On Sun, 8 Jun 1997 06:24:23 -0400 Susan Harris <[log in to unmask]>
>I think the legend of Madoc is credible, or at least not incredible.
>group might not have remained intact and distinct, but may well have
>assimilated into a native american tribe. That would easily account
>occasional language and cultural similarites between Welsh and Mandan.
>Don't you think?
>I'm new to this list. Please bear with me :)
Welcome. As I said to Marc, we NEVER take off anyone's head...yell at
them, maybe, but...[:>)>
A cautionary tale, if you will. I once heard Maria Von Trapp, the real
one - not Julie Andrews, speak on radio or TV about coming to America.
One of the problems she ran into was the fact that a. English is a
Germanic language and b. words that sound the same...aren't necessarily.
She was shopping for cabbage and was in the second shop she'd visited.
When she was told the price of the cabbage, she said, "Behold your
cabbage! I am becoming cabbage at the store around the corner."
What she meant to say was "Keep [beibehalten] your cabbage. I am getting
[bekommen] cabbage...etc." Winston Churchill once said that the English
and the Americans were one people separated by a common language...how
much more so between English and German where the split came long ago?
And British English and American English are drifting. I mean, if
someone offered to "knock you up" in the morning, you'd probably slap
his face...but to an Englishman that just means to "call for you", to
knock on your door.
Just a couple minutes with an Irish Dictionary and a Dakota Dictionary
gives me the following two similarities: Dakota - Maga = a cultivated
spot, garden, field / Irish - Macha = cattle-field, yard...Dakota - koza
= brandish, as a sword / Irish - cosain = defend. There is absolutely no
relationship between Irish, an Indo-European language, and Dakota, a
Hokan-Siouan language...but if I had the time, and inclination, I would
suppose I could find more, perhaps even better fits between them.
The problem is, it proves nothing...even if the words were identical.
I'll give you an example that happened to me in the Philippines where I
was a Marine guard at the former Subic Bay Naval Base. One of the guys
in my outfit was a Mexican-American by the name of Manuel Bustos. One
morning I was on the Main Gate checking in Philippine nationals who
worked on the base. I had just bid a little elderly lady [Hell...I'm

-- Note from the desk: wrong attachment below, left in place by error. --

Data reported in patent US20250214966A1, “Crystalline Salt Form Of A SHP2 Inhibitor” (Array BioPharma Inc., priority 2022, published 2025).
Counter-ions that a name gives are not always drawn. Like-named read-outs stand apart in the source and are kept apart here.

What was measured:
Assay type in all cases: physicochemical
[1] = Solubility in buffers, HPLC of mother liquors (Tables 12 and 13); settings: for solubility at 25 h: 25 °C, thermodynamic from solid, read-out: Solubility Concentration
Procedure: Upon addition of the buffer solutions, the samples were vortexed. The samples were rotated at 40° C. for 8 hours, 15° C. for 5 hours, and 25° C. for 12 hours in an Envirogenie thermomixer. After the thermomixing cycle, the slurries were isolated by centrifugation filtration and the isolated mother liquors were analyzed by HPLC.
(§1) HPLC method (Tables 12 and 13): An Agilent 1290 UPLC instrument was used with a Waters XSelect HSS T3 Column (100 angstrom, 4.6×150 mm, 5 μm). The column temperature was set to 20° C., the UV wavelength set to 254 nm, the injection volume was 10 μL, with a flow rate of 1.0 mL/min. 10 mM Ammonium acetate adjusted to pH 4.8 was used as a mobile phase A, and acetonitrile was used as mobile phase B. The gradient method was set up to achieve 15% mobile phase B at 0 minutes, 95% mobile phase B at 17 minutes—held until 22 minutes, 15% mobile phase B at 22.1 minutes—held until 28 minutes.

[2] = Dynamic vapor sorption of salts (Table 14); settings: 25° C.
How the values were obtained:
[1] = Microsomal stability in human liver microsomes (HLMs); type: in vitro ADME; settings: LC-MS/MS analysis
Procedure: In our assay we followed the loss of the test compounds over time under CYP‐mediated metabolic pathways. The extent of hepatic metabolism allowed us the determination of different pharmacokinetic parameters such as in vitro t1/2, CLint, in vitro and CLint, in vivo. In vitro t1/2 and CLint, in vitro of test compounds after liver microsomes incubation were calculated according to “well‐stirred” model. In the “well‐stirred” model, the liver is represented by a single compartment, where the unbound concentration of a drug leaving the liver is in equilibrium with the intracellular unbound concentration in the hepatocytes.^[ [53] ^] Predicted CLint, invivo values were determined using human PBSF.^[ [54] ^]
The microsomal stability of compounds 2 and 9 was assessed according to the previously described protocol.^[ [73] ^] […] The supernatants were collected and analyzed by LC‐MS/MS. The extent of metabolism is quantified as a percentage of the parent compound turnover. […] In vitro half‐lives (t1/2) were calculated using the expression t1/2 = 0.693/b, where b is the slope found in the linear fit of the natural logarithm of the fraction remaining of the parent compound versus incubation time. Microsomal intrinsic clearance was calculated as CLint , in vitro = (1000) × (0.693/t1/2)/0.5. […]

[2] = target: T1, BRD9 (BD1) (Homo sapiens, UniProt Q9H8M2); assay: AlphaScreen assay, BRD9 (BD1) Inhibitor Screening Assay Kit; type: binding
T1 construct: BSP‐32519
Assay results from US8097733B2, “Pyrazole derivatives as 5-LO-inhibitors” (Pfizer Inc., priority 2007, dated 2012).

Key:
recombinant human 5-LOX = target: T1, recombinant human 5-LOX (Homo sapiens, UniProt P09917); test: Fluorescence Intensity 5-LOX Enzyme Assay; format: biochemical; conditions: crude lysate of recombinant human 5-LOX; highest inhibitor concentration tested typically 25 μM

probably older now than she was then, but...] good morning in
Tagalog..."Magandan oomaga, magandan talaga [Won't guarantee the
spelling of that.]" - "Good morning, beautiful lady." and she was
"tee-hee"ing away when Manny walked out the door.
"Hey...Bustos!", I called.
The little elderly lady turned around, incensed, and began, in rapid-fire
Tagalog, to tell me...well, nothing nice...because "bustos"...or a word
near enough to be identical...was/is an extremely bad cuss word in
Tagalog. It was only after we showed her Manny's ID that she calmed
down...and called him "Pobrecito" - Poor Little One. To this day I have
no idea what the Tagalog word means, just not to say it around Filipinos
One final example of confusing the sounds of words. A friend of mine, a
Lakota who heads a Native American Center, once objected strenuously to
the use of the word Indigenous...believed it was rooted in Indigent and
was there some sort of an insult to Indian people, calling them beggars
or bums. I took a dictionary and pointed out that the Latin root for
Indigent means needy, whereas the Latin root for Indigenous meant "in
country" or native. I think he was still a bit unconvinced.
All of this as a way of saying that absent any other proof, the odd
similarity in language or custom is just that, a similarity, not a proof
of outside influence. Now...it's those similarities I find interesting.
And if someone ever comes up with "smoking gun" proof that the
similarities are more that similar responses to similar
circumstances...hey, I'm a believer that folks moved around more than we
know in the long ago. But, until they do...
Which doesn't mean that the Mandan aren't an interesting group despite
probably not being Welsh.
Now...if all of this leaves you saying "Yeah, but...", then say "Yeah,
but..." and fill in the blank and fire back...that's how, if knowledge
is really our goal, we learn things...both of us.
Le meas agus beannachta